Comcast Updates Council On Latest Improvements, Changes
OCEAN CITY - In the digital age, staying informed about the world around you is an easy task but it would not be so much if it was not for those who provide the services that bring the information to area households ever day.
Comcast of Delmarva, Ocean City's provider of cable television, high-speed Internet and telephone service, has been providing its services to the area for years now. At the Mayor and City Council open session Monday night, R. Thomas Worley, the area director of government relations and public affairs for Comcast, approached the council to give the public an update on Comcast's services as well as what lies ahead.
'The result of a five-year, $150 million investment into a Delmarva cable plant enabled us to push fiber optic lines deep into neighborhoods and install the necessary electronic equipment to provide advanced services such as digital cable, video on demand, high definition TV, high speed internet and now telephone,' he said in his opening remarks.
Worley went on to say subscribers in the area have reached 43,500 and because of the increased demand for Comcast's services they have had to add 82 new employees just to keep up.
In addition to the launch of its new digital voice system last year, something that is gaining in popularity according to Worley, Comcast has also added more programming options such as a family group of channels with more G-rated content, six new hi-def channels, five new digital channels and a Mid-Atlantic sports network that will carry the Baltimore Orioles as well as the Washington Nationals.
'Last December we realigned our lineup to make it more consumer friendly by grouping channels by themes, news, children's, sports and so forth,' Worley added.
Comcast's newest additions weren't the only things to boast about as Worley segwayed into the preemptive measures the company is taking to prevent the customer from ever noticing there was a problem with a particular station.
'We recently installed a system that monitors the status of our cable plant,' he explained. 'This enables us to see problems before customers are impacted. In the past someone called, now we are able to catch problems in advance and many customers don't even know we've had a problem because we are able to address it before it becomes evident to them.'
As for the future, Worley said Comcast will continue to add more digital and video on demand programs, as well as launch a business telephone product targeted at helped very small business with 21 lines or less. However, Comcast's main goal concerning the future of how cable television is received is preparing the region for the Federal Communication Commission's (FCC) mandate to have all broadcasting done digitally by 2009.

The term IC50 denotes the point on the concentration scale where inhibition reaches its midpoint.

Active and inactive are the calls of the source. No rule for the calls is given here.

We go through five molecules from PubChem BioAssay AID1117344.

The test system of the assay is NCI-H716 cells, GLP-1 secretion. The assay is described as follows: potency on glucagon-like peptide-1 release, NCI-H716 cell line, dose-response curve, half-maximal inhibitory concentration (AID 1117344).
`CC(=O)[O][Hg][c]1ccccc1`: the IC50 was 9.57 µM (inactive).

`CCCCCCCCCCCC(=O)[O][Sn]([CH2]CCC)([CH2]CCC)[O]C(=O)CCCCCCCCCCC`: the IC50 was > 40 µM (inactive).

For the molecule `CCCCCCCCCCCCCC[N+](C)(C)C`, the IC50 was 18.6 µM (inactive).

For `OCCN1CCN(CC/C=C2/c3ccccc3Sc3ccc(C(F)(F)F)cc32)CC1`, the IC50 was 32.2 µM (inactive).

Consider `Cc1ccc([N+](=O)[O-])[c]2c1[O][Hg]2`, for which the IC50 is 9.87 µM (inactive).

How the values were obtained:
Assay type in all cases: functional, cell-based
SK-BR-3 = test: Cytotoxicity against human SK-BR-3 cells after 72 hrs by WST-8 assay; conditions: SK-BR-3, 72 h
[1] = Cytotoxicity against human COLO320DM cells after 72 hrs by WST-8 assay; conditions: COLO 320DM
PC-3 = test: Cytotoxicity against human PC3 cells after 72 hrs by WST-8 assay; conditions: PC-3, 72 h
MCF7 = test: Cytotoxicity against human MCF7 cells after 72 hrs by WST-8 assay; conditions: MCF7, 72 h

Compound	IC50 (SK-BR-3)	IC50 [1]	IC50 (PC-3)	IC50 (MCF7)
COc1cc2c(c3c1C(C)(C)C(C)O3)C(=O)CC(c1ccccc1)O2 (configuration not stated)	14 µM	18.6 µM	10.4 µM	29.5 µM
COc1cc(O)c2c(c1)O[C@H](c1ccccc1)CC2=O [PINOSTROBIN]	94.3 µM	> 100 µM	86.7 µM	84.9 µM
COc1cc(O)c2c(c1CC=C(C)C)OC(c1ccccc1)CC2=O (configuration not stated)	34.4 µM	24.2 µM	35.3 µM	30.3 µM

Currently Comcast simulcasts its cable line-up, which means they offer it in both an analog and digital format. Currently, to receive the digital line-up, users must use a cable box or have a digital ready television set.
Worley said Comcast does this as a way to encourage customers to switch to an all digital line-up before the deadline comes, something they have been doing over the past few years. He also mentioned that by April 1, all premium channels would be available digitally as well.
Toward the end of the presentation, Mayor Rick Meehan asked the question on everyone's minds concerning changes in fees that may be coming up. Worley said the fees would be rising but could not divulge how much since they are still being finalized, but did say they will be ready by June 1.
Some local residents in attendance used the opportunity to talk with a representative of Comcast face to face and expressed their disapproval with some of the channels' current line-up, saying how repeats of programs plague afternoon television.
'We don't program the channels, they're programmed by the owner of the channel,' Worley replied. 'If they choose to repeat programs, that's going to happen, we don't control it.'
Councilman Jay Hancock had his own questions as well, recalling a proposal to the FCC last year that looked at allowing customers to customize the block of programming they received, ultimately shrinking down a package of 70 channels to an amount within the 20-something range for a price reduction, since many people don't view all 70 channels.
Worley addressed this as well, saying how the cable industry and the programmers were opposed to this since it actually increased the fee because overhead must still be covered. Although there was discussion, no outcome or decision was made.'We are kind of like a magazine, you don't read everything in a magazine or a newspaper,' he explained. 'When you start trying to split that up like take a newspaper and start selling the editorial page separate and the sports page separate, you have smaller populations for each one and your advertisers couldn't theme an age group and it creates an interesting dilemma.'